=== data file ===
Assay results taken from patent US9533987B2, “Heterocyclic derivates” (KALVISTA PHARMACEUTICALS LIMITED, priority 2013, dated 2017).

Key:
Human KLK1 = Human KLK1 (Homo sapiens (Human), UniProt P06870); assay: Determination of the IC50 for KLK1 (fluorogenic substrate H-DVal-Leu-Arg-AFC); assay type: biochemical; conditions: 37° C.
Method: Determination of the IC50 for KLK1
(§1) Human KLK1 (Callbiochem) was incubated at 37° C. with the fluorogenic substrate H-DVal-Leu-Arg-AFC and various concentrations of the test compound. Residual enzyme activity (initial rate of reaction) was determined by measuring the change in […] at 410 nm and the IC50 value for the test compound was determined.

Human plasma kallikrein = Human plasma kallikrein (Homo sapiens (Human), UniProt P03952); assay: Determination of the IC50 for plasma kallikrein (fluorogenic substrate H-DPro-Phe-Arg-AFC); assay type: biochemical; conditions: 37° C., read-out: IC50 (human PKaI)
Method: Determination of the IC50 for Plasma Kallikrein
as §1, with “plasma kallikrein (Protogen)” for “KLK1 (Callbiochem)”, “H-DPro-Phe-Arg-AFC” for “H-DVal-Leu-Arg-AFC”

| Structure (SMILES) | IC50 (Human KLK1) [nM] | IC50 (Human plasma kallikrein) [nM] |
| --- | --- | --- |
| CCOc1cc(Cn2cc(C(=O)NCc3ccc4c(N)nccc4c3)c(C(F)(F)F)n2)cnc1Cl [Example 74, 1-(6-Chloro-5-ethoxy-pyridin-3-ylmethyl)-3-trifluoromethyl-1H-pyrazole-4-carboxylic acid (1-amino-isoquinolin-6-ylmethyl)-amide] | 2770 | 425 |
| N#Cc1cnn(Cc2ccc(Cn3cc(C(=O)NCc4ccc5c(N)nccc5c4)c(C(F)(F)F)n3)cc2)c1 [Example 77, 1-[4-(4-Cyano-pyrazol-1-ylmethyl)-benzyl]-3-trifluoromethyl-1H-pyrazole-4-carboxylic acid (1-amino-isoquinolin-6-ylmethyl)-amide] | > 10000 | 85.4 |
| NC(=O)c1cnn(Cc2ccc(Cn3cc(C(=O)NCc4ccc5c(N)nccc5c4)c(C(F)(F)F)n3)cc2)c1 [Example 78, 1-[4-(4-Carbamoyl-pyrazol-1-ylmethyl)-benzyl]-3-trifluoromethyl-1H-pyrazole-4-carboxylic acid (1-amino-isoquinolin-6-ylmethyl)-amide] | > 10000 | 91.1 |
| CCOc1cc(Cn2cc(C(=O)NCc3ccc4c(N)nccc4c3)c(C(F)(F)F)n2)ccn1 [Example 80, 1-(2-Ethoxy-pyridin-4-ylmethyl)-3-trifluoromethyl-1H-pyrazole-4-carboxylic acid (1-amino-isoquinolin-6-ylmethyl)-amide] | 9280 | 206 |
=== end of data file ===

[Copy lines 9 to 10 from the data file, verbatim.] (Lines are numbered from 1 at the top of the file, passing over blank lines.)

| Structure (SMILES) | IC50 (Human KLK1) [nM] | IC50 (Human plasma kallikrein) [nM] |
| --- | --- | --- |